For years now, UFC President Dana White has been talking loudly and carrying a big hammer.
The former is just a perk of being the man with the biggest microphone; the latter is the tool by which he adjusts the attitudes of anyone who questions certain policies or procedures by which the UFC furthers their cause.
One hot-button topic that is guaranteed to see White come out swinging with his favorite piece of iron is fighter pay. He’s been saying for a very long time that the UFC has made more millionaires than boxing, that the UFC fighters are by and large happy, and so on and so forth.
Yet that doesn’t stop some fighters from coming out and voicing their displeasure at their pay—that is until White starts waving the hammer around. Then everything quiets down and everyone goes back to being “happy” with their wage.
And for the longest time, I thought this was fine, albeit a bit harsh. Fighting is a chosen vocation and the system the UFC employs, while flawed (as are all things made by man), is still the best at serving the progress of the sport.
This, of course, is an opinion based on the idea that if the sport is served first, the fighters are served by proxy.
I felt that it’s White’s party and he’s got the right to call the shots, and if fighters don’t like it, well, they don’t have to be fighters.
But all those points become moot when you begin talking about gambling and more over, losing $1 million dollars at a time. This was the case at a recent media lunch where White talked about winning as much as $6 million while dropping $1 million while playing Blackjack (h/t Marc Raimondi of msn.foxsports.com).
Of course, this isn't the first time White has talked about the subject of losing money; he discussed the subject with the same win-lose figures on the Joe Rogan podcast as well (95 minute mark).
Granted, it’s not really anyone’s right to question how a man spends his money. If White wants to run the risk of losing $2 million in a night, that is his business, just as it is his money. He earned that money by being one of the most dogged and daring promoters in combative sport history, and his role in the growth of MMA will probably never be fully or justly appreciated.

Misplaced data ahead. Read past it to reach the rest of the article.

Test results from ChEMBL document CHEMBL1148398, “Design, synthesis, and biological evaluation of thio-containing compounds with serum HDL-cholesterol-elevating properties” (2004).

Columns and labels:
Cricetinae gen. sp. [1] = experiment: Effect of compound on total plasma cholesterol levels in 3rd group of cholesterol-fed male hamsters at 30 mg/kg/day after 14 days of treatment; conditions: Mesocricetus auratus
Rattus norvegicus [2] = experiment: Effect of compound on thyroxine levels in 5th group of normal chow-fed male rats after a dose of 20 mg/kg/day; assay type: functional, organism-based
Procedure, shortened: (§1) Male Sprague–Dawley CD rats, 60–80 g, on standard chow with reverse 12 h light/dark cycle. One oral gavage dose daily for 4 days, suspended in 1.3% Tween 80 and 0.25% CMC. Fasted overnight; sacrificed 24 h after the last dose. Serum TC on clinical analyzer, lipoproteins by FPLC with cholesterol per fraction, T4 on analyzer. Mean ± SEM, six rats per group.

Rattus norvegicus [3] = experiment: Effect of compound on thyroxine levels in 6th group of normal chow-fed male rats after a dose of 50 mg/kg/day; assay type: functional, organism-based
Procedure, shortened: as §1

But when you’re the man with the loudest microphone, what you say can and will be held against you in the court of public opinion.
To think that White can talk freely about losing $1 million on a game of chance during a time when more than a few of his fighters feel they are underpaid isn’t just unrealistic, it’s proceeding from false assumption.
And to make matters worse, he’s going to take his fighters to the woodshed if they speak openly to the public about their feelings of being underpaid? It’s a classic example of “Do as I say, not as I do,” although in this case, there isn’t a fighter on White’s payroll that could do what he’s doing because not a one of them would feel they could afford to lose one million dollars gambling.
From this point forward, when the subject of fighter pay (and the unhappy fighters talking about it) comes up, White really has no true legitimate grounds to address the topic with any kind of critical tone.
Because he could pay the fighters more, clearly—but now people will say he would rather spend it elsewhere, say at the Blackjack table. Thus, public perception may say that high stakes gambling is a greater priority for White than working to address the recurring issue of fighter pay.